https://www.readbyqxmd.com/read/28294187/neurophysiological-and-bold-signal-uncoupling-of-giant-somatosensory-evoked-potentials-in-progressive-myoclonic-epilepsy-a-case-series-study
#6
Silvia F Storti, Alessandra Del Felice, Laura Canafoglia, Emanuela Formaggio, Francesco Brigo, Franco Alessandrini, Luigi G Bongiovanni, Gloria Menegaz, Paolo Manganotti
In progressive myoclonic epilepsy (PME), a rare epileptic syndrome caused by a variety of genetic disorders, the combination of peripheral stimulation and functional magnetic resonance imaging (fMRI) can shed light on the mechanisms underlying cortical dysfunction. The aim of the study is to investigate sensorimotor network modifications in PME by assessing the relationship between neurophysiological findings and blood oxygen level dependent (BOLD) activation. Somatosensory-evoked potential (SSEP) obtained briefly before fMRI and BOLD activation during median-nerve electrical stimulation were recorded in four subjects with typical PME phenotype and compared with normative data...
March 15, 2017: Scientific Reports
https://www.readbyqxmd.com/read/28293484/structural-and-functional-hyperconnectivity-within-the-sensorimotor-system-in-xenomelia
#7
Jürgen Hänggi, Deborah A Vitacco, Leonie M Hilti, Roger Luechinger, Bernd Kraemer, Peter Brugger
INTRODUCTION: Xenomelia is a rare condition characterized by the persistent and compulsive desire for the amputation of one or more physically healthy limbs. We highlight the neurological underpinnings of xenomelia by assessing structural and functional connectivity by means of whole-brain connectome and network analyses of regions previously implicated in empirical research in this condition. METHODS: We compared structural and functional connectivity between 13 xenomelic men with matched controls using diffusion tensor imaging combined with fiber tractography and resting state functional magnetic resonance imaging...
March 2017: Brain and Behavior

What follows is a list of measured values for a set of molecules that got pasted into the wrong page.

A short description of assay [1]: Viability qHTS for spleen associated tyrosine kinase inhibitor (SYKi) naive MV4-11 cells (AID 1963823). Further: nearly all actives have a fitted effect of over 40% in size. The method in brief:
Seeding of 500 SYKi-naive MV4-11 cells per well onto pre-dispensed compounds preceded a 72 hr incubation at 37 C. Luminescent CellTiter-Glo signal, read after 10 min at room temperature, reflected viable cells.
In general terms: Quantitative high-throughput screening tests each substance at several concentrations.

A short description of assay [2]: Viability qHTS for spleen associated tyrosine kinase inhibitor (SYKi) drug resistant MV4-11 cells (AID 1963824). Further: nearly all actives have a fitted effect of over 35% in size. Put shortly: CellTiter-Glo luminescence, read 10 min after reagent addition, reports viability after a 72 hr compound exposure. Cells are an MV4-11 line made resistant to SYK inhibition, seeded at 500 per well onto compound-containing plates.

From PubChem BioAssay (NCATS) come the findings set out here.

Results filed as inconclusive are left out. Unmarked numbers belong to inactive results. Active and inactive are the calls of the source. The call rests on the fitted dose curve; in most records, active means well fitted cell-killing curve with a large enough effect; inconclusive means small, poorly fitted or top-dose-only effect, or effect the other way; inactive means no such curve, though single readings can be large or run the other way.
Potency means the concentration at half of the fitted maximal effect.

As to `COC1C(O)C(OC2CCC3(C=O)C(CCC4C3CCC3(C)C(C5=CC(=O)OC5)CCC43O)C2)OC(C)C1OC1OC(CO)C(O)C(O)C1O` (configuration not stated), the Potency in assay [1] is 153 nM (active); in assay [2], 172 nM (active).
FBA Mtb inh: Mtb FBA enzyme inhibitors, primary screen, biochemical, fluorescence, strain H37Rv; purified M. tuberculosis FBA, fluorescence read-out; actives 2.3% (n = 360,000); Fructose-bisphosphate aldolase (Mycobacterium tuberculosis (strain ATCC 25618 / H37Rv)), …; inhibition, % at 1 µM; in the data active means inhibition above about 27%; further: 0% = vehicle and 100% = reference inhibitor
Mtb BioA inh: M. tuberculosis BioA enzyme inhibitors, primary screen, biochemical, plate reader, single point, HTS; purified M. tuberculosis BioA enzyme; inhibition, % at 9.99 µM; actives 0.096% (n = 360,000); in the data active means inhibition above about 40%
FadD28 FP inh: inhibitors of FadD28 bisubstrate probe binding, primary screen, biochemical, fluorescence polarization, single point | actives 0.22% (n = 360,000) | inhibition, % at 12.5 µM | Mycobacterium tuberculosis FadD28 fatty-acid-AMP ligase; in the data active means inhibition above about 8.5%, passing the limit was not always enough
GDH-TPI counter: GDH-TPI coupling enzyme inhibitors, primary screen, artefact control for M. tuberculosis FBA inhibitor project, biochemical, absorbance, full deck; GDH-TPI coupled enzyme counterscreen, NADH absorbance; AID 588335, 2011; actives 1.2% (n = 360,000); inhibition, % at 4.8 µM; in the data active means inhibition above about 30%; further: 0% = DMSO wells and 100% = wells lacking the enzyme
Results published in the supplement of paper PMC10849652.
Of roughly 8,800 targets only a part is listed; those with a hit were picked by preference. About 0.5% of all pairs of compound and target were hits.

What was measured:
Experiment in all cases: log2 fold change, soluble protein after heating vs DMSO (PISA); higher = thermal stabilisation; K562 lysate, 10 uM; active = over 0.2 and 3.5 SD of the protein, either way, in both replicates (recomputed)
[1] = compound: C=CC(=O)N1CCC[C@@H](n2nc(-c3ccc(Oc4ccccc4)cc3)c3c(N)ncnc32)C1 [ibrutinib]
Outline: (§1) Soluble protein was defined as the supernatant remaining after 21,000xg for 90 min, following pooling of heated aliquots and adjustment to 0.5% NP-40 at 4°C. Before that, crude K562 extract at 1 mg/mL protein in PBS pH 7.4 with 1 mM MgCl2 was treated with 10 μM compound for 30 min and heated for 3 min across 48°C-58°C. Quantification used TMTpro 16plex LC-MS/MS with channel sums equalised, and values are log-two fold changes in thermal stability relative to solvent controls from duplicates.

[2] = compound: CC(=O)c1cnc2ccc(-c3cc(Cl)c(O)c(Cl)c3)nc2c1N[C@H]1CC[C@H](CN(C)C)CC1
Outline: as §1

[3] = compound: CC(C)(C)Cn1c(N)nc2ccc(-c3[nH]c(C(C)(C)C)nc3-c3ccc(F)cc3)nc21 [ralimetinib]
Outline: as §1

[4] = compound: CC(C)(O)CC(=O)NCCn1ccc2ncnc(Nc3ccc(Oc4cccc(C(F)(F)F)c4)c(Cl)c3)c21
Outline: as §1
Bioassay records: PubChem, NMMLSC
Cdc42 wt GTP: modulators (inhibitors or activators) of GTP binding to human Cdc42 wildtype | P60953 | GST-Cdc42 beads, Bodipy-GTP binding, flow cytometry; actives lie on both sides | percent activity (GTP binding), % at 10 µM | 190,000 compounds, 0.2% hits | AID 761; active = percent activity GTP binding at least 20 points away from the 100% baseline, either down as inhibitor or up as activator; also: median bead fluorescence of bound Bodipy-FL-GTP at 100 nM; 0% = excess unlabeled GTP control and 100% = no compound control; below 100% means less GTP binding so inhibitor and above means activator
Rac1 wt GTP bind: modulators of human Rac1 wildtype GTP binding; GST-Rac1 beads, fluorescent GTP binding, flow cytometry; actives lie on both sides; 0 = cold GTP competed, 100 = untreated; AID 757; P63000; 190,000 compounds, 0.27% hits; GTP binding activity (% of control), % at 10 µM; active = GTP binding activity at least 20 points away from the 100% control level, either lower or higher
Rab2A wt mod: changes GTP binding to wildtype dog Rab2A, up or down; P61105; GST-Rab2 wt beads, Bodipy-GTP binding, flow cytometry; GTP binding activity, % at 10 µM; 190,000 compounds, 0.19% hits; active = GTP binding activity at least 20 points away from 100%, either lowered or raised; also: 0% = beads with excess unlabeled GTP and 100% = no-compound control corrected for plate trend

https://www.readbyqxmd.com/read/28290248/the-%C3%AE-2%C3%AE-subunit-and-absence-epilepsy-beyond-calcium-channels
#8
Roberta Celli, Ines Santolini, Michela Guiducci, Gilles van Luijtelaar, Pasquale Parisi, Pasquale Striano, Roberto Gradini, Giuseppe Battaglia, Richard T Ngomba, Ferdinando Nicoletti
Spike-wave discharges, underlying absence seizures, are generated within a cortico-thalamo-cortical network that involves the somatosensory cortex, the reticular thalamic nucleus, and the ventrobasal thalamic nuclei. Activation of T-type voltage-sensitive calcium channels (VSCCs) contributes to the pathological oscillatory activity of this network, and some of the first-line drugs used in the treatment of absence epilepsy inhibit T-type calcium channels. The α2δ subunit is a component of high voltage-activated VSCCs (i...
March 8, 2017: Current Neuropharmacology
https://www.readbyqxmd.com/read/28290150/extracellular-matrix-modulation-is-driven-by-experience-dependent-plasticity-during-stroke-recovery
#9
Miriana Jlenia Quattromani, Mathilde Pruvost, Carla Guerreiro, Fredrik Backlund, Elisabet Englund, Anders Aspberg, Tomasz Jaworski, Jakob Hakon, Karsten Ruscher, Leszek Kaczmarek, Denis Vivien, Tadeusz Wieloch
Following stroke, complete cellular death in the ischemic brain area may ensue, with remaining brain areas undergoing tissue remodelling to various degrees. Experience-dependent brain plasticity exerted through an enriched environment (EE) promotes remodelling after central nervous system injury, such as stroke. Post-stroke tissue reorganization is modulated by growth inhibitory molecules differentially expressed within the ischemic hemisphere, like chondroitin sulfate proteoglycans found in perineuronal nets (PNNs)...
March 13, 2017: Molecular Neurobiology
https://www.readbyqxmd.com/read/28285946/development-of-rostral-inferior-parietal-lobule-area-functional-connectivity-from-late-childhood-to-early-adulthood
#10
Mengxing Wang, Jilei Zhang, Guangheng Dong, Hui Zhang, Haifeng Lu, Xiaoxia Du
Although the mirror neuron system (MNS) has been extensively studied in monkeys and adult humans, very little is known about its development. Previous studies suggest that the MNS is present by infancy and that the brain and MNS-related cognitive abilities (such as language, empathy, and imitation learning) continue to develop after childhood. In humans, the PFt area of the inferior parietal lobule (IPL) seems to particularly correlate with the functional properties of the PF area in primates, which contains mirror neurons...
March 7, 2017: International Journal of Developmental Neuroscience